State officials announced Thursday the preservation of 1,980 acres of forest in Sussex County using a combination of state funds and private contributions.
Jan. 14DOVER, Del. State officials announced Thursday the preservation of 1,980 acres of forest in Sussex County using a combination of state funds and private contributions.
The purchase of the land, which the Glatfelter Pulpwood Co. previously owned, covers seven parcels that go from Greenwood to Millsboro to Georgetown.
The property borders more than nine miles of streams and ditches that feed into the Delaware and Chesapeake bays.
A parcel west of Georgetown along Collins Pond features Atlantic White Cedar trees, which are rare and only grow near bodies of water.
"By saving the property from development, there will be reduced impact on the air we breathe, the watershed, the time it takes to respond to emergencies," Gov. Minner said.
"I could be here until tomorrow talking about the benefits."
The tracts have either been purchased by the state or preserved by conservation easements, which prevent the land from being developed. Since 2000, the state has preserved more than 9,000 of the 18,600 acres Glatfelter owned in Delaware.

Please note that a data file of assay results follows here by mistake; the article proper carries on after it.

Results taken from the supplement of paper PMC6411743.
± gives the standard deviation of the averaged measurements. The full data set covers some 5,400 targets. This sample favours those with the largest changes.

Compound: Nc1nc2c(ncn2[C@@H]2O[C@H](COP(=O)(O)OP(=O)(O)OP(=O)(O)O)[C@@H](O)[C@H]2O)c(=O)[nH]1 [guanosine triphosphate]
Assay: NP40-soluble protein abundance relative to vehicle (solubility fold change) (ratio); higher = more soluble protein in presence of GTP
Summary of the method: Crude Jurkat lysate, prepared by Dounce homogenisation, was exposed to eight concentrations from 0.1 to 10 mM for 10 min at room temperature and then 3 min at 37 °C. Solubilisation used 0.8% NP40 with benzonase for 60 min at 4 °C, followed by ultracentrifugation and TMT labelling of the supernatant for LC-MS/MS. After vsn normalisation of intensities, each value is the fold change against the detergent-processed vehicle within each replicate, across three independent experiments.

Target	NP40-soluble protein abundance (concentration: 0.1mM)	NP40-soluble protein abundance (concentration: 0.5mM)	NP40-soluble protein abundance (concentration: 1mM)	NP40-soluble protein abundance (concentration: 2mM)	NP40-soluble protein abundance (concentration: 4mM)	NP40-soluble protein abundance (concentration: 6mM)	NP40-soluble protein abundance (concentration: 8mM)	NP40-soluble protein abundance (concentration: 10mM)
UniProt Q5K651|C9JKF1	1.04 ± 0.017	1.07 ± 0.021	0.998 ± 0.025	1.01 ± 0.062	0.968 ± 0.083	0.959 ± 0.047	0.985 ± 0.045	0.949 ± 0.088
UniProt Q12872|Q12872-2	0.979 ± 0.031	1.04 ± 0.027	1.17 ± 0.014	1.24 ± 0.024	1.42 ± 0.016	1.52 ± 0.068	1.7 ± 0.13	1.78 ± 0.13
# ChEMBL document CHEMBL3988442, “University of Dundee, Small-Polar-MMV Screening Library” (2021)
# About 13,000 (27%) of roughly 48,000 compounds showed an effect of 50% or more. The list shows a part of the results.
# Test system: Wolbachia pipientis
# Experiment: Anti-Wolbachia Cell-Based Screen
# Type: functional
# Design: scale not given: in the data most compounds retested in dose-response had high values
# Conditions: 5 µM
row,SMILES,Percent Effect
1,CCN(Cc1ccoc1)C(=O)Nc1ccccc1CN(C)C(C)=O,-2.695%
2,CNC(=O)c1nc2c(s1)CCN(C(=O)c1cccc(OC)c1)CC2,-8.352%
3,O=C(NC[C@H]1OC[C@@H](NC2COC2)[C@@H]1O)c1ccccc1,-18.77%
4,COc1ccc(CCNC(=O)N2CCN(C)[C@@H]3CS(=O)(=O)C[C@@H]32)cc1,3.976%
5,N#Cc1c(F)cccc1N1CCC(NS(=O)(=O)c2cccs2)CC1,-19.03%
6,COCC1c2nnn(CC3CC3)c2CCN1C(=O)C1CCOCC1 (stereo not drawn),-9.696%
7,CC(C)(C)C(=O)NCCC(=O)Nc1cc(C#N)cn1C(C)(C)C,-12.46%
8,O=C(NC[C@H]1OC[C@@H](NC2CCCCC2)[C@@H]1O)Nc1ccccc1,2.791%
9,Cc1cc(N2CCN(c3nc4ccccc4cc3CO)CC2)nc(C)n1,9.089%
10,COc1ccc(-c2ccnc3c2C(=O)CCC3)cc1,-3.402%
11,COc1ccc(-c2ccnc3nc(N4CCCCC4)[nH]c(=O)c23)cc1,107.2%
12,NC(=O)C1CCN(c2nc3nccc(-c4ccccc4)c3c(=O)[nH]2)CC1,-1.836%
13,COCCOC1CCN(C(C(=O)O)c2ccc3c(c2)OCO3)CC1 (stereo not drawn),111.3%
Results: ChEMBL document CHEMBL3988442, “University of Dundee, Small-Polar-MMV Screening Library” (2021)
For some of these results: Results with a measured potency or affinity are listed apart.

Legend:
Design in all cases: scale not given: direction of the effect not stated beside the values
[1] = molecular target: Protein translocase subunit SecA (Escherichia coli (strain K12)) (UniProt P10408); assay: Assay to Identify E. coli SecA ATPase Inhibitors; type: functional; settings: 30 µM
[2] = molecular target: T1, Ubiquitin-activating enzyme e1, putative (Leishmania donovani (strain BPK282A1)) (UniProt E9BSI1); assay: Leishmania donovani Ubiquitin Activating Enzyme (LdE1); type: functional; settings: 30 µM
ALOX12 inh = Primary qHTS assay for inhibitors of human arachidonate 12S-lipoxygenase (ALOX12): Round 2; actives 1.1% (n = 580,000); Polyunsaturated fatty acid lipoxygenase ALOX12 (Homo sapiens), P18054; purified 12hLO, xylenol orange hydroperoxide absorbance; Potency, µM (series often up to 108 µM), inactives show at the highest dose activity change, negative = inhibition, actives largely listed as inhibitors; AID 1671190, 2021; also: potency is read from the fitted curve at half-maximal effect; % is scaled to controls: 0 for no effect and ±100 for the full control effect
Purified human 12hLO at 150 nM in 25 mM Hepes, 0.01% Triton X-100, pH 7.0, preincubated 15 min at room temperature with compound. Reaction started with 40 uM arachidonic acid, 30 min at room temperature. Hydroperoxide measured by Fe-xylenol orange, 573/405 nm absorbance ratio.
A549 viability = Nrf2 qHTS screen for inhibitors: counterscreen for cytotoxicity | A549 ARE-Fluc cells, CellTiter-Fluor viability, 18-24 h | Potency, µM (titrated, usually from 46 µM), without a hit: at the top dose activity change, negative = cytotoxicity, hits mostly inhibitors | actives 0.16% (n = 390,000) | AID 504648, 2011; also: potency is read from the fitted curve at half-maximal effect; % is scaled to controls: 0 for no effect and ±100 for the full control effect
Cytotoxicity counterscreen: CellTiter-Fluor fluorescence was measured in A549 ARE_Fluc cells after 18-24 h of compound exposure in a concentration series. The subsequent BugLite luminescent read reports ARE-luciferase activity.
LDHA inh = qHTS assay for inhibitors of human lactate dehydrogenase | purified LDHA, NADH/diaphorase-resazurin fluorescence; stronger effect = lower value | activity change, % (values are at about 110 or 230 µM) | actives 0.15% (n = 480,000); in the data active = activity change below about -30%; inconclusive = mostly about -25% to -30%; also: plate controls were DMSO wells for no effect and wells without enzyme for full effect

"A lot of people don't understand the importance of protecting forestland," Gov. Minner said.
"I am always happy to inform them of the importance of forests, especially as we deal with sprawl. These lands will be preserved forever."
The state paid $15.3 million for the properties. The U.S. Department of Agriculture chipped in about $2 million and the private Forestland Group kicked in $950,000.
The Forestland Group, a private timber company, will be allowed to use a portion of the land as a tree farm. The state will require the group to develop a forest management plan, which will spell out how the company may farm the land.
"We intend to explore such forest management options as extending the cutting cycles in order to increase the size of the timber," said Chris Zinkhan, the Forestland Group's managing director.
Secretary of Agriculture Michael T. Scuse said keeping the land as working forests would help reduce the chance of forest fires and help the economy by providing wood for paper and sawdust. Delmarva poultry farms depend on sawdust, he said, which the growers use as bedding in their chicken houses.
"The forest lands are an integral part of our quality of life," Mr. Scuse said.
"This acquisition preserves the character of this state. It enables Delaware to better conserve its natural resources."
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Â© 2005, Delaware State News, Dover. Distributed by Knight Ridder/Tribune Business News.